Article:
July 11, 2020

Steroids and the Hall of Fame – Part 3

March 16, 2009 by · 3 Comments 

The Psychology of Voting

In the previous two articles, I have stated that given the evidence supplied by Mark McGwire’s first three years of eligibility for the Hall of Fame, I do not believe that the BBWAA writers will ever elect him to the Hall.

And if one believes this to be true, then it is reasonable to assume that the writers have taken a very firm position on the subject: If we feel you have taken steroids, you will not be elected to the Hall. And so, I feel certain that the same outcome awaits seven other very good players who would be prime candidates for the Hall were it not for the taint of steroids abuse: Barry Bonds, Roger Clemens, Alex Rodriquez, Rafael Palmeiro, Gary Sheffield, Sammy Sosa and Jason Giambi. That is, none of these players will ever be elected to the Hall of Fame by the BBWAA.

It has been suggested elsewhere that a distinction should be made between those players who had established HOF credentials BEFORE they did steroids and those who did not. Of course, this assumes that a voter knows for certain when exactly the steroids were used. I have heard this argument being made particularly for the BIG THREE – Barry Bonds, Roger Clemens and Alex Rodriguez. The argument goes something like this. These three players obviously had HOF credentials prior to ever taking steroids while the other players mentioned above did not. So, they would have made it into the Hall even if they did not take the drugs.

There is one very obvious problem with this argument – even if you accept the assumption being made. And that problem is that the reason a player who took steroids is being denied induction really has nothing to do with the degree of talent the player possessed. The reason the writers are not voting for Mark McGwire is presumably because they feel HE CHEATED. It does not appear that the voters really care whether he would have established HOF numbers had he not taken the drugs.

There may be no question that Bonds, Clemens and ARod had considerably more talent than the other five players mentioned. And it may be true that they would have been shoo-ins for the Hall even without the artificial assistance supplied by the drugs. But the bottom line is that any player who took steroids to enhance his skills did indeed cheat. And I feel that the majority of the writers who vote believe that there is no room in the Hall of Fame for cheaters regardless of how good they were.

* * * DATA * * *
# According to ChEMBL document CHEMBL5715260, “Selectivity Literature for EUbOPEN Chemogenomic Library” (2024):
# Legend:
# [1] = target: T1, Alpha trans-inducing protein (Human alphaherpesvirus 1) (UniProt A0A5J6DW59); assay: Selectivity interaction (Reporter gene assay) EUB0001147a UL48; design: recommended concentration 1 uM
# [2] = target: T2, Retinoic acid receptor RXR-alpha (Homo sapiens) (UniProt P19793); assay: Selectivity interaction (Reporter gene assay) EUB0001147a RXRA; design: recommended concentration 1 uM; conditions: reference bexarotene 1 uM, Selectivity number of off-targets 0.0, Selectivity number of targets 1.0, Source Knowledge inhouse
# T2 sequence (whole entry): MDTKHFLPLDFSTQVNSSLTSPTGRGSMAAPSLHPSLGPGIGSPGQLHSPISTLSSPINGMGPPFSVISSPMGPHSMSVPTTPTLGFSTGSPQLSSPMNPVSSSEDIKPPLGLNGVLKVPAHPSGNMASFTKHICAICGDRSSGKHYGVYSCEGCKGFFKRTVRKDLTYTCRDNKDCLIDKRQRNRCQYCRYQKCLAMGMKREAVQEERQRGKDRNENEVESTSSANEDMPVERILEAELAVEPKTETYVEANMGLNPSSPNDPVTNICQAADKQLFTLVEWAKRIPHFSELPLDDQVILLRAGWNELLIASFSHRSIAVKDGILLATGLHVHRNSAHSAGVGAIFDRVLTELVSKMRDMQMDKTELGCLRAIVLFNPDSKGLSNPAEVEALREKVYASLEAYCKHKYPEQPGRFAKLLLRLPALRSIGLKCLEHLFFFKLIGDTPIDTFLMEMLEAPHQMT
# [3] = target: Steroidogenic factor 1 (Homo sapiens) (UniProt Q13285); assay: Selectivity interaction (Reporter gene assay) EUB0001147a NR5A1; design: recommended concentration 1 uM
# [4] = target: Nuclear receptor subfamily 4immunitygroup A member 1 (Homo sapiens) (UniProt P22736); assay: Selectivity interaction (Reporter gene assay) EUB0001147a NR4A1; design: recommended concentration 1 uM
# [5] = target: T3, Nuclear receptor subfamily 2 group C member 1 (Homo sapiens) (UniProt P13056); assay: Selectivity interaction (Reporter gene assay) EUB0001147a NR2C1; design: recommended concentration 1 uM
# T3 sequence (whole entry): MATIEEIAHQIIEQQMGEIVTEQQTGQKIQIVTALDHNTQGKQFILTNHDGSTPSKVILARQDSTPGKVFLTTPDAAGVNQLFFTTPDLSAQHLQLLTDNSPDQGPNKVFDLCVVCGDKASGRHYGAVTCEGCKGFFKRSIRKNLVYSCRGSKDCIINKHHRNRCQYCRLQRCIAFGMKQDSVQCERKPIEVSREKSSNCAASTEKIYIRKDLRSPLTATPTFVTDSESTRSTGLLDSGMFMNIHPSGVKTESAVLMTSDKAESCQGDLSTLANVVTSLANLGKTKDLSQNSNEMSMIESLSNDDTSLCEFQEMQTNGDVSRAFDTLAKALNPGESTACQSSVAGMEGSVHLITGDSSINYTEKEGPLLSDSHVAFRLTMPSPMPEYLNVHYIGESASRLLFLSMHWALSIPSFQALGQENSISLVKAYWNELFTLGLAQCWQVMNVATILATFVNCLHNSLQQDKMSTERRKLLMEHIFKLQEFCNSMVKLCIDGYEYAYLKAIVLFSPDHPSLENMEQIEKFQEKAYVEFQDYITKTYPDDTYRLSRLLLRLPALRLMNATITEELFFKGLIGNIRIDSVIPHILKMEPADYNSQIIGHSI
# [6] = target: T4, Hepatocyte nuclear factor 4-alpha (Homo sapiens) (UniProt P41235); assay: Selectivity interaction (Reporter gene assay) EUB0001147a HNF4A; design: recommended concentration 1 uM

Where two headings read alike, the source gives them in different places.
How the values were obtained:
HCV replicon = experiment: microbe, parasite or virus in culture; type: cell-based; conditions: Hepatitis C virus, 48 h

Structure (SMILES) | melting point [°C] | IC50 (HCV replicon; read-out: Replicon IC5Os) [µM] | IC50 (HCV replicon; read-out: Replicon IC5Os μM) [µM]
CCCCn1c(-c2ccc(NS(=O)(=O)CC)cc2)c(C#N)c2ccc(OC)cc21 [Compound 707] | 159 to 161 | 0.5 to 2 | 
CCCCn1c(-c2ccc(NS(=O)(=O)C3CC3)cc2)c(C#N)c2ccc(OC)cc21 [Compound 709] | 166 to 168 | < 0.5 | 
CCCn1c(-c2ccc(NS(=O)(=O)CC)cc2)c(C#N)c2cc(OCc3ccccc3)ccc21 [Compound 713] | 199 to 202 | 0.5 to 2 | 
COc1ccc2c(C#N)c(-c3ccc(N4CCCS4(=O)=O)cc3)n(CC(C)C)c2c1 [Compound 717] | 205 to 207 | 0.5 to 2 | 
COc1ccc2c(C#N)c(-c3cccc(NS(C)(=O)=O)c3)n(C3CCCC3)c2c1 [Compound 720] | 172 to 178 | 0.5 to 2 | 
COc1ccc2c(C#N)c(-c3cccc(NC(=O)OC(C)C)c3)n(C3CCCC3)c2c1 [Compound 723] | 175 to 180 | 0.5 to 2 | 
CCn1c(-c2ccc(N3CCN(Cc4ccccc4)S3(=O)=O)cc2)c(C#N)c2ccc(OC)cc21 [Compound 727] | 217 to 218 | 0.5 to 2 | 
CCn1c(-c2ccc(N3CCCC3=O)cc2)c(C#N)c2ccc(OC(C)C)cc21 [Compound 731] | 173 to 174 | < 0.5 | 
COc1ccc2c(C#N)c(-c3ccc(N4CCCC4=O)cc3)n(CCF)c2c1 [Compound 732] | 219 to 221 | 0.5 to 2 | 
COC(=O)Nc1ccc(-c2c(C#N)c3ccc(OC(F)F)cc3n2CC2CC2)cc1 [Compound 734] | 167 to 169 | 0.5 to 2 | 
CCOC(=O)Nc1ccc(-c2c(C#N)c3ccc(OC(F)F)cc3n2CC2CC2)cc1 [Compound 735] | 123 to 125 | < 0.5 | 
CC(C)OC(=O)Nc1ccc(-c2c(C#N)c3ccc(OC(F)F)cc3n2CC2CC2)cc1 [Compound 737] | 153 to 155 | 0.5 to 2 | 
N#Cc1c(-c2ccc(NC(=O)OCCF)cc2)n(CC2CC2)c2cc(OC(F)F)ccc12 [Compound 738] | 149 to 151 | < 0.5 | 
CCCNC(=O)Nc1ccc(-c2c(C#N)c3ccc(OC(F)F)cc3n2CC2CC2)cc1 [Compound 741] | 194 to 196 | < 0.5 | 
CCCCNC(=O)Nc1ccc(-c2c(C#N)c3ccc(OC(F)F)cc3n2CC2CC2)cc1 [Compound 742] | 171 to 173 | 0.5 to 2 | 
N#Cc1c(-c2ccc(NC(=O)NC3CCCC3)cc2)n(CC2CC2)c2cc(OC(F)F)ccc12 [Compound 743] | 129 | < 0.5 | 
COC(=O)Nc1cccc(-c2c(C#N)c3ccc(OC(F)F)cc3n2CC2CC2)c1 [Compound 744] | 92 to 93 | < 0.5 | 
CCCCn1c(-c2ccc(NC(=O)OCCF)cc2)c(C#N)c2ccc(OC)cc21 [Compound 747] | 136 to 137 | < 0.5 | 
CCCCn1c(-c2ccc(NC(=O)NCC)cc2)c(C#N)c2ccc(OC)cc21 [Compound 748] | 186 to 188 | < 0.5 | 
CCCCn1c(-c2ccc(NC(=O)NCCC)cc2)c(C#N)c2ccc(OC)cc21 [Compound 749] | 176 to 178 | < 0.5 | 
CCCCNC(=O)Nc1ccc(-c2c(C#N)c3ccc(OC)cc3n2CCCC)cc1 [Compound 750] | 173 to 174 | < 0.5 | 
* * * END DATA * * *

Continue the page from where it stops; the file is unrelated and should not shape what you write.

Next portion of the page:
What we must all keep in mind is that the writers do not need any proof of anything to decide not to vote for someone. I believe that just the strong suspicion that a player did steroids will suffice for the majority of writers to decide that he cheated. It seems clear that they have decided that using steroids is cheating and are voting accordingly. And I do not see any reason to think that they will change that opinion over time. After all, gambling on baseball has been considered a major infraction for more than 100 years.

Indeed, I think there may be at least one other consideration at work here. And that is the psychology of “how the mighty have fallen.” It is not completely outrageous to suggest that a number of the voters will take a certain pleasure in “punishing” players like Barry Bonds and Roger Clemens – men who (the writers may feel) compromised their considerable talents (and the game) in order to appear even better than they were. Keep in mind that one of the elements that the voters may consider is “character.”

The writers after all are lovers of the game just like any other fan. And it is certainly true that if someone feels completely betrayed by one’s “hero,” then that person’s wrath at times may know no limits. Rightly or wrongly, I believe that no player who is identified with steroids abuse will ever be elected to the Hall of Fame by the BBWAA.

Comments

3 Responses to “Steroids and the Hall of Fame – Part 3”
  1. Christopher says:

    Interesting. Another possibility is that there have been so many slugging first-basemen the last 15 years that McGwire is just one of many now. He held the single-season record for several years, and his legendary power briefly made him the Paul Bunyan of baseball. But that mystique vanished quickly when people starting thinking of him as a fraud. So what separates him now from Bagwell, Thomas, and Thome, and all the rest?

  2. Mike Hoban says:

    Chris,

    Good comment. One thing that separates McGwire from some other first basemen is that he does, indeed, have HOF numbers according to the CAWS Career Gauge.

    However, this does not separate him from the three first basemen you have mentioned. All three, Jeff Bagwell, Frank Thomas and Jim Thome also have obvious HOF numbers – presumably without the benefit of steroids.

    In fact, both Thomas and Bagwell have numbers far superior to McGwire. Thomas is #32 and Bagwell #40 among all position players of the 20th century (McGwire is #56).

    Mike

  3. John Lease says:

    Of those three firstbaseman, only Thomas would get my benefit of the doubt of not taking steroids.

    Don’t forget the jerk factor too. That was going to weigh against Bonds and Clemens in any event. Writers will definitely punish those that were jerks.

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